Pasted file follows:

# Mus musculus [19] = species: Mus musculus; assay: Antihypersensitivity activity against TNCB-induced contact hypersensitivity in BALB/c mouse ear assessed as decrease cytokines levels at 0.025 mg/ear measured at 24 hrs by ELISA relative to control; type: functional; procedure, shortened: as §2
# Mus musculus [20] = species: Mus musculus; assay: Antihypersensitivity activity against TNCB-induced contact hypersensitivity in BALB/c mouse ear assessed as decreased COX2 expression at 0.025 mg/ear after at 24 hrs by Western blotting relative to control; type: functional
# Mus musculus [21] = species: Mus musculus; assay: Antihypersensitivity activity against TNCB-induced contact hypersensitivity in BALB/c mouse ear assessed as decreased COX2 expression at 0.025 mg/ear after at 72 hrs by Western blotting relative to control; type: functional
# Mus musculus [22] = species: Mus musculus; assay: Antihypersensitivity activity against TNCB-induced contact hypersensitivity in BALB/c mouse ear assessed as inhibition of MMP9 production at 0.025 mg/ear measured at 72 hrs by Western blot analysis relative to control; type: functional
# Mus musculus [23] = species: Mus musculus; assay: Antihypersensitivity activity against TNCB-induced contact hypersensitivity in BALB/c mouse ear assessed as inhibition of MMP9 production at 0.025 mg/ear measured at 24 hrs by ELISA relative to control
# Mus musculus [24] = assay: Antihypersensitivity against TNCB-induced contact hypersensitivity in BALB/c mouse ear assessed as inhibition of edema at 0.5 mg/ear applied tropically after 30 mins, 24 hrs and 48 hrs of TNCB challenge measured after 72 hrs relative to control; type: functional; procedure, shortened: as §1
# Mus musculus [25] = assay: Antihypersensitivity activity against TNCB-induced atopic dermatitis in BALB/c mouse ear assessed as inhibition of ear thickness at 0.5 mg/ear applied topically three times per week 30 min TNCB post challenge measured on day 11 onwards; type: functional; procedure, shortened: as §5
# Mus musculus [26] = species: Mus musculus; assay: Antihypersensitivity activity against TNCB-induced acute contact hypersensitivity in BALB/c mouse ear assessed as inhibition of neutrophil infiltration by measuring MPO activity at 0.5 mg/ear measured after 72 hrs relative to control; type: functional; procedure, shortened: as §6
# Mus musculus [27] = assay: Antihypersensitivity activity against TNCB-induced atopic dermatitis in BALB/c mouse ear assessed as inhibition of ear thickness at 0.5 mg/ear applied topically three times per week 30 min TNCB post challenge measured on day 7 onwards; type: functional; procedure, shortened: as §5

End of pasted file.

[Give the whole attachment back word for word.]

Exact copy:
# Mus musculus [19] = species: Mus musculus; assay: Antihypersensitivity activity against TNCB-induced contact hypersensitivity in BALB/c mouse ear assessed as decrease cytokines levels at 0.025 mg/ear measured at 24 hrs by ELISA relative to control; type: functional; procedure, shortened: as §2
# Mus musculus [20] = species: Mus musculus; assay: Antihypersensitivity activity against TNCB-induced contact hypersensitivity in BALB/c mouse ear assessed as decreased COX2 expression at 0.025 mg/ear after at 24 hrs by Western blotting relative to control; type: functional
# Mus musculus [21] = species: Mus musculus; assay: Antihypersensitivity activity against TNCB-induced contact hypersensitivity in BALB/c mouse ear assessed as decreased COX2 expression at 0.025 mg/ear after at 72 hrs by Western blotting relative to control; type: functional
# Mus musculus [22] = species: Mus musculus; assay: Antihypersensitivity activity against TNCB-induced contact hypersensitivity in BALB/c mouse ear assessed as inhibition of MMP9 production at 0.025 mg/ear measured at 72 hrs by Western blot analysis relative to control; type: functional
# Mus musculus [23] = species: Mus musculus; assay: Antihypersensitivity activity against TNCB-induced contact hypersensitivity in BALB/c mouse ear assessed as inhibition of MMP9 production at 0.025 mg/ear measured at 24 hrs by ELISA relative to control
# Mus musculus [24] = assay: Antihypersensitivity against TNCB-induced contact hypersensitivity in BALB/c mouse ear assessed as inhibition of edema at 0.5 mg/ear applied tropically after 30 mins, 24 hrs and 48 hrs of TNCB challenge measured after 72 hrs relative to control; type: functional; procedure, shortened: as §1
# Mus musculus [25] = assay: Antihypersensitivity activity against TNCB-induced atopic dermatitis in BALB/c mouse ear assessed as inhibition of ear thickness at 0.5 mg/ear applied topically three times per week 30 min TNCB post challenge measured on day 11 onwards; type: functional; procedure, shortened: as §5
# Mus musculus [26] = species: Mus musculus; assay: Antihypersensitivity activity against TNCB-induced acute contact hypersensitivity in BALB/c mouse ear assessed as inhibition of neutrophil infiltration by measuring MPO activity at 0.5 mg/ear measured after 72 hrs relative to control; type: functional; procedure, shortened: as §6
# Mus musculus [27] = assay: Antihypersensitivity activity against TNCB-induced atopic dermatitis in BALB/c mouse ear assessed as inhibition of ear thickness at 0.5 mg/ear applied topically three times per week 30 min TNCB post challenge measured on day 7 onwards; type: functional; procedure, shortened: as §5